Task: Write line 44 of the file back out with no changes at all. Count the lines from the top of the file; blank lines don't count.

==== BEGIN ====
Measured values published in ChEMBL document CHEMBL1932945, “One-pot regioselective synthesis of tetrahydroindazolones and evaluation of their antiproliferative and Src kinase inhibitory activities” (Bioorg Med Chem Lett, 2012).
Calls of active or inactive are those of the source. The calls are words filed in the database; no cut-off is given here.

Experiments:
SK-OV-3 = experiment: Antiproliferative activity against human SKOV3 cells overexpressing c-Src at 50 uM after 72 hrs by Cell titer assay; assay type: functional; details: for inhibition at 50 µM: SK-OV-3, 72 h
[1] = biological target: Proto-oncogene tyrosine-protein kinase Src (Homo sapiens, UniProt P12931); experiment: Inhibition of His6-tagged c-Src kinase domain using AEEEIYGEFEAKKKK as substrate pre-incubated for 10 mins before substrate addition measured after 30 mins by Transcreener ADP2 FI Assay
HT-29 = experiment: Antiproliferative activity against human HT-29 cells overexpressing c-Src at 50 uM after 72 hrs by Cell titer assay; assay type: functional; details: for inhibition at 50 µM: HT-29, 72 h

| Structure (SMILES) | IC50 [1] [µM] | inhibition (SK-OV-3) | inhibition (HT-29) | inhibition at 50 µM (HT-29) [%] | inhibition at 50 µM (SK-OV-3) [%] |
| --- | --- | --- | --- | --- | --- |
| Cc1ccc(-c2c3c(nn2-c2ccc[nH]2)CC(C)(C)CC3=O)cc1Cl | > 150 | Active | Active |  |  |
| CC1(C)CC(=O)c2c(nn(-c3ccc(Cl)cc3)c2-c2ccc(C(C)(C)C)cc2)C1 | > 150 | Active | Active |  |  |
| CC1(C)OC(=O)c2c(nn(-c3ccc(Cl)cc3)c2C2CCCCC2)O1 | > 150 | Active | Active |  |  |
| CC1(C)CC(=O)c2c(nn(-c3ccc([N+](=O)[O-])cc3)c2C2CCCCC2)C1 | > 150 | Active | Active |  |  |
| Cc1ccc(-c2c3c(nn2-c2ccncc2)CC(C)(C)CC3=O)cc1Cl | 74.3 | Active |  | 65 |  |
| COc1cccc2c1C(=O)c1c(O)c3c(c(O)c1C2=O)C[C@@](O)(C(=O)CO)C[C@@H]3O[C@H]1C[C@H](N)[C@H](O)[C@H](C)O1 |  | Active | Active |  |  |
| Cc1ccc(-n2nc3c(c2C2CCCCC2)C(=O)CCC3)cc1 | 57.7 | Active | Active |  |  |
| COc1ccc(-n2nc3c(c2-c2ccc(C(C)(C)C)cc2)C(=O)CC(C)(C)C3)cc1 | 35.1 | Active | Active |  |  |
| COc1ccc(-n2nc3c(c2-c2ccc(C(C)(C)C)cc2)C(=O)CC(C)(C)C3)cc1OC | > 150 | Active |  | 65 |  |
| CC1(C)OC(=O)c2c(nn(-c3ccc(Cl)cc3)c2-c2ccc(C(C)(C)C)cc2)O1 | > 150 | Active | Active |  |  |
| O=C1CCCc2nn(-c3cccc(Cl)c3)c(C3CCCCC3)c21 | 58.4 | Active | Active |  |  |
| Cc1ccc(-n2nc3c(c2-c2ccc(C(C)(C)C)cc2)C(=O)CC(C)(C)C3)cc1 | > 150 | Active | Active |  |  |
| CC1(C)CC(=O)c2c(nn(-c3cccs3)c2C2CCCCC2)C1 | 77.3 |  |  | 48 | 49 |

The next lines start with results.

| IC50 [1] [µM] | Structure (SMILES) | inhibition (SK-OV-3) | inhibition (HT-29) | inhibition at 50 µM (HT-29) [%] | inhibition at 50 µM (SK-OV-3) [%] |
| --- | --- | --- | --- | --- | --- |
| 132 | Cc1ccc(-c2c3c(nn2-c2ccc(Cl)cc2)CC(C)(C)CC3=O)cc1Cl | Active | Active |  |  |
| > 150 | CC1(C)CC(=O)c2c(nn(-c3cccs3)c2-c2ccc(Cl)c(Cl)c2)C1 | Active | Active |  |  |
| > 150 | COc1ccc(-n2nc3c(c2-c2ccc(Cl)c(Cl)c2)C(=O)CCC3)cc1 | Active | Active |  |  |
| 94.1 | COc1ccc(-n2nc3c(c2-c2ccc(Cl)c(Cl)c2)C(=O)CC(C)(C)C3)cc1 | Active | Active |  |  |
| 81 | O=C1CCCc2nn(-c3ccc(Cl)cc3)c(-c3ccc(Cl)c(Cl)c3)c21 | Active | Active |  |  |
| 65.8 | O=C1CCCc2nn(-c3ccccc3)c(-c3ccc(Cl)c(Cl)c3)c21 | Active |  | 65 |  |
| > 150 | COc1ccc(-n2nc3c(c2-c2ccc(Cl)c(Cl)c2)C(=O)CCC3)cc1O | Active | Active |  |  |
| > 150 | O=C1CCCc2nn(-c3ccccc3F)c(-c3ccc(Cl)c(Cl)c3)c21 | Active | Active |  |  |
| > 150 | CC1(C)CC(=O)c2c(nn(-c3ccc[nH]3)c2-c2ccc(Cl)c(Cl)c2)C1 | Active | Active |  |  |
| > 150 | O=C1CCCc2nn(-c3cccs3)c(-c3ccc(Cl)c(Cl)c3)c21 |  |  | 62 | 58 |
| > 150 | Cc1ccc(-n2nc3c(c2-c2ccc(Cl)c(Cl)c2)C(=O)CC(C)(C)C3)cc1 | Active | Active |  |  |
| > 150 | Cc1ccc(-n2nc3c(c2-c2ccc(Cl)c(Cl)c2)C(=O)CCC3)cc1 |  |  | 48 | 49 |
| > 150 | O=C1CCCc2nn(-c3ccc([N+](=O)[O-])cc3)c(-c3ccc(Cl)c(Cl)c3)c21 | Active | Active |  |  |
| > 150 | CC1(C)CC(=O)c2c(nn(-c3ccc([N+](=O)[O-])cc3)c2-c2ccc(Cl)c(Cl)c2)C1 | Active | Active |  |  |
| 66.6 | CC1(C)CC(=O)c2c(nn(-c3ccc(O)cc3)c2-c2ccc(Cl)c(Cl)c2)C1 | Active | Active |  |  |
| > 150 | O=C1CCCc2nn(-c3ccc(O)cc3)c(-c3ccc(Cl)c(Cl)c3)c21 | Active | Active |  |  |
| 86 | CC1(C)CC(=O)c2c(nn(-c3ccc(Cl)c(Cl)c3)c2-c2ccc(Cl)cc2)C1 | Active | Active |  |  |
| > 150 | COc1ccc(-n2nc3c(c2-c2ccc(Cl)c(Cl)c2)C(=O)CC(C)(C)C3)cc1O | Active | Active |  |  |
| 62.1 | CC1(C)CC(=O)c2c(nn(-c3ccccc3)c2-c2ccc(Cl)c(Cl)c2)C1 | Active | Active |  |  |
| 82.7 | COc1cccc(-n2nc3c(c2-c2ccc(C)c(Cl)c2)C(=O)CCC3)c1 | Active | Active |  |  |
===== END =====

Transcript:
| 82.7 | COc1cccc(-n2nc3c(c2-c2ccc(C)c(Cl)c2)C(=O)CCC3)c1 | Active | Active |  |  |